6. 6. Figure 5: Visualization of the system response during a riot between Turkish and Kurdish people in Amsterdam in October 2011 at two moments in time. The deviation of the response is shown per variable in a spider diagram, where the circle is normal (n=total tweets, ta=total mentions, tr=total retweets, aa=ta/n, ar=tr/n). Below each spider diagram, the anomaly curve is shown, which combines the responses to a single score for each moment in time. Proc. SPIE, vol. 8408, 840807, page 6 / 11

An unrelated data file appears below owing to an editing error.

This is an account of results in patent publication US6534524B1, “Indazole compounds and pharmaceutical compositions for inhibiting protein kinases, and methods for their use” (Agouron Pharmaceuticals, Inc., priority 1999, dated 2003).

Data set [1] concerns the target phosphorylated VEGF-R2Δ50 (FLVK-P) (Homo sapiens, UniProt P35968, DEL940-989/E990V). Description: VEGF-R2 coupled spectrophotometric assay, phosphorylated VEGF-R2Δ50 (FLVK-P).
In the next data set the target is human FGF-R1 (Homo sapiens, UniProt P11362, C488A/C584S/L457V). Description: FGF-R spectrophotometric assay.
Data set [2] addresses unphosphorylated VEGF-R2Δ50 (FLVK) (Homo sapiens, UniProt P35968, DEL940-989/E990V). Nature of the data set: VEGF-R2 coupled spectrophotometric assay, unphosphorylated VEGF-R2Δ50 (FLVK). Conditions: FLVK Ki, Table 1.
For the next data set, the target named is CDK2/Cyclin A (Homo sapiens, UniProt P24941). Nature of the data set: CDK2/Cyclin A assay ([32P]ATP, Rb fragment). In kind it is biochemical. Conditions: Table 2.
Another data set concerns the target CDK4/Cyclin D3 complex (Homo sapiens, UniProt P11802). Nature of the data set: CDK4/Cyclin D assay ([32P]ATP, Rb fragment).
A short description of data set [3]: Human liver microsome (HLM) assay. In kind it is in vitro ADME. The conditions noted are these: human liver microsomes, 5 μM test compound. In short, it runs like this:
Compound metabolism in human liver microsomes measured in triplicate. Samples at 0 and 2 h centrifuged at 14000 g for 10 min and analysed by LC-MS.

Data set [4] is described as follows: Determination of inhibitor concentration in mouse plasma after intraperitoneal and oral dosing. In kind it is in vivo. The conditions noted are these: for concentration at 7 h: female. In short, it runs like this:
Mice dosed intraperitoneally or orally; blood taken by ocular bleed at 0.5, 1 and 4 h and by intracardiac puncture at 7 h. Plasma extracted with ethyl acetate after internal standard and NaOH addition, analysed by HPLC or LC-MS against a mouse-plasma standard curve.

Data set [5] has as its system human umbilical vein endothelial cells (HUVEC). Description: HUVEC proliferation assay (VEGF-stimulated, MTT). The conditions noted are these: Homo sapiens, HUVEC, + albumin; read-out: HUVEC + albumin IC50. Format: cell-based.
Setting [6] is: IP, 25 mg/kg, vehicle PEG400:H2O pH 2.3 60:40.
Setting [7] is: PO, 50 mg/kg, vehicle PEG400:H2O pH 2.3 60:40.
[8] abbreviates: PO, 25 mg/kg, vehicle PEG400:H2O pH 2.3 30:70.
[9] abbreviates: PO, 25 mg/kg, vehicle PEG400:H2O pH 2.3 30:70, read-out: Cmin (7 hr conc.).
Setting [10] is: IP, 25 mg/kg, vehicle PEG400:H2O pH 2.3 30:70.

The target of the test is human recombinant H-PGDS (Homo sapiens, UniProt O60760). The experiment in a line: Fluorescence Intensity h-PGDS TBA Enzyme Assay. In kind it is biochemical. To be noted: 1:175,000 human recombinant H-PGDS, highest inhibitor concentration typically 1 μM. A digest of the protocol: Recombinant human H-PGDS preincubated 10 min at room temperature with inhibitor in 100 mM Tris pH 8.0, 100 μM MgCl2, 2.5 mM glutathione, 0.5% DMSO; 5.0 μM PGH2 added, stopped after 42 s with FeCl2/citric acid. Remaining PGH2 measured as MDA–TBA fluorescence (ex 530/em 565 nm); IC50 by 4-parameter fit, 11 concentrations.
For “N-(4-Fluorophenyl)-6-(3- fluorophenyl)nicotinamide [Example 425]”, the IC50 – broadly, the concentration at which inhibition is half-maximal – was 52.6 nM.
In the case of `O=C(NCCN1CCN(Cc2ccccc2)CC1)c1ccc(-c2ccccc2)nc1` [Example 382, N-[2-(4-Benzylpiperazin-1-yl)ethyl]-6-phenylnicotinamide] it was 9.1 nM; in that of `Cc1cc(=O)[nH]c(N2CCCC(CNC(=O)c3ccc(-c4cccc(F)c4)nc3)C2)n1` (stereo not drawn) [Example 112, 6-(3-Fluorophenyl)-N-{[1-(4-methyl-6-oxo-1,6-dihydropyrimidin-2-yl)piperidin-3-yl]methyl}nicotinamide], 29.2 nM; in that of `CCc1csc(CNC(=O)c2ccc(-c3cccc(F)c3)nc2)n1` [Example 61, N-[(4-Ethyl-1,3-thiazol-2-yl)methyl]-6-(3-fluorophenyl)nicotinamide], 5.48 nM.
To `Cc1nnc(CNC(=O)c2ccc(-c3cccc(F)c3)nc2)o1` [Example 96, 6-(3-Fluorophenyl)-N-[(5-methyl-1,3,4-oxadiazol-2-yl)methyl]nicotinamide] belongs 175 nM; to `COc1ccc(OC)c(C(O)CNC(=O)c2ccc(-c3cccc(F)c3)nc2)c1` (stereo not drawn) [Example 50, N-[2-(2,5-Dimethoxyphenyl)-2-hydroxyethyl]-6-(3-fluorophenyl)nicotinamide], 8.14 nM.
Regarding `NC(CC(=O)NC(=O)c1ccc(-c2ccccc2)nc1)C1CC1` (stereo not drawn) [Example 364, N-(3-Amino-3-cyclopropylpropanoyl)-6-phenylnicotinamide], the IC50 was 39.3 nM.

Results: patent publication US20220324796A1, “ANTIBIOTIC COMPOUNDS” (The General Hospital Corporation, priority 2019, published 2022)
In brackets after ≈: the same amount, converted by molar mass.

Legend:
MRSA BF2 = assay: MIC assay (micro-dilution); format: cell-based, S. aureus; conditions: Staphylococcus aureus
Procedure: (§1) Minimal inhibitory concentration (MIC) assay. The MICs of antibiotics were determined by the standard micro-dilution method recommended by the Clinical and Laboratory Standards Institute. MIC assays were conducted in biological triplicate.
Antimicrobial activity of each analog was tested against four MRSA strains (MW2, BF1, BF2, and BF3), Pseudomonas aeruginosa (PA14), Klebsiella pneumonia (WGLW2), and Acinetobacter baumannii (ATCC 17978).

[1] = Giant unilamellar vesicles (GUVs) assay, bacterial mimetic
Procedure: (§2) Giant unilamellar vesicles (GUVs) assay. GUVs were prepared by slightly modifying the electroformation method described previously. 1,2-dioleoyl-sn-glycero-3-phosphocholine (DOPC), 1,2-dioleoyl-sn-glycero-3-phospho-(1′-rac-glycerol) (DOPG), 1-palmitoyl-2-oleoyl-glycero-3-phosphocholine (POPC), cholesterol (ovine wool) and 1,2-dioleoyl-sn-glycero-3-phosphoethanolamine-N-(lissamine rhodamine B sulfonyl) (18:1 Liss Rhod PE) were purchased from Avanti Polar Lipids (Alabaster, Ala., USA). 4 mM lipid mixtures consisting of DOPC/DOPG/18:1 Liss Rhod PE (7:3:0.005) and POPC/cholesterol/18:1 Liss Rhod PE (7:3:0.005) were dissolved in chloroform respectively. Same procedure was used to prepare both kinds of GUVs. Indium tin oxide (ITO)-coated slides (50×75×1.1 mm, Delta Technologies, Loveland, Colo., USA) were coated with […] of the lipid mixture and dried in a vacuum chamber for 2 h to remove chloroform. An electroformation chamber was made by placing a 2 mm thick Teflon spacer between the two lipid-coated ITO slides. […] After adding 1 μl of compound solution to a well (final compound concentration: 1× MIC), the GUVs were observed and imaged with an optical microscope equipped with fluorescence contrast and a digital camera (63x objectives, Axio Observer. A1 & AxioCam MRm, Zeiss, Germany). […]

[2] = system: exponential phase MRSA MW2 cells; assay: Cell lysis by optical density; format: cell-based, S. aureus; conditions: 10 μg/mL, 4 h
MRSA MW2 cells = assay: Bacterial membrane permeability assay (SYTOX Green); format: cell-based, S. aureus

7. 7. For this data, we took a multiple variable analysis approach. We devised a system that computes correlation matrices for a number of variables over time. These variables represent the outcomes of data analysis (e.g. the number of positive tweets, the amount of foul or aggressive language, the number of replies, etc.) and are typically based on input by analysts, who already may have good intuitions about which variables, given a certain data set, are interesting The correlation computation deploys the DirectLiNGAM algorithm of Shimizu et al. [24]. In our system, the normal (mean) values and standard deviations of the various correlation pairs are computed over the entire range of measured frames. In addition, the z-score (Eq. 1) is computed for every correlation pair. Z X   (1) The aggregated z-scores of the various correlation pairs for a certain interval are represented by a time series, plotted as a curve that describes for every interval the difference of its mean with the mean of the entire time series. Peaks in this curve represent ‘anomalies’. In addition, our system displays a feature polygon (connecting all variables as points), with an inner polygon representing the normal (mean) values of the various variables, and an outer polygon representing (per time tick) the eventual deviations of certain variables. This adds an extra explanatory facility that may help analysts to gain insight into which variables are responsible for a certain peak in the anomaly curve. In Figure 5, the output of the system is shown for the Turkish-Kurdish clash in Amsterdam. The left sub-figure shows the response before the riot and the right shows the response when the riot started, with a latency of 30 minutes. Changes and deviations can be analyzed with this system. Also changes from an individual, group or subject can be observed over time and relative to others in the same context can be judged. 4. IMAGE ANALYSIS The analyzed messages have a multi-modal character; besides text there can be images and movies with sound present. The complete message forms an expression of which we want to analyze the meaning. As an extension of the text-based analysis, we investigated whether additional information from attached images can be extracted. In this research, we assumed that the text of a message does not have to be descriptive, but it can refer to a meaningful attached image. To automatically find interesting cases in a large number of messages, it is important to know what happens in the image. Cases that desire special attention are (company) logos, letters or numbers in images, person detection and recognition, naked persons, shirts of a team (hooligans), avatars, and also abstract issues such as aggression. Two approaches are shown that are important for the image-analysis methods to come to an understanding of the meaning.   Is it new or reused image material? Is it about the search for an abstract concept or a specific instance? 4.1 Search for a reused specific instance In the following fictive message, the text says “We will do this again” together with a picture of the Twin Towers. The text lacks information for the text-based sentiment analysis or anomaly detection; it is merely a reference to an image. However, the image does contain meaning that may be relevant in a certain context (Figure 6). Proc. SPIE, vol. 8408, 840807, page 7 / 11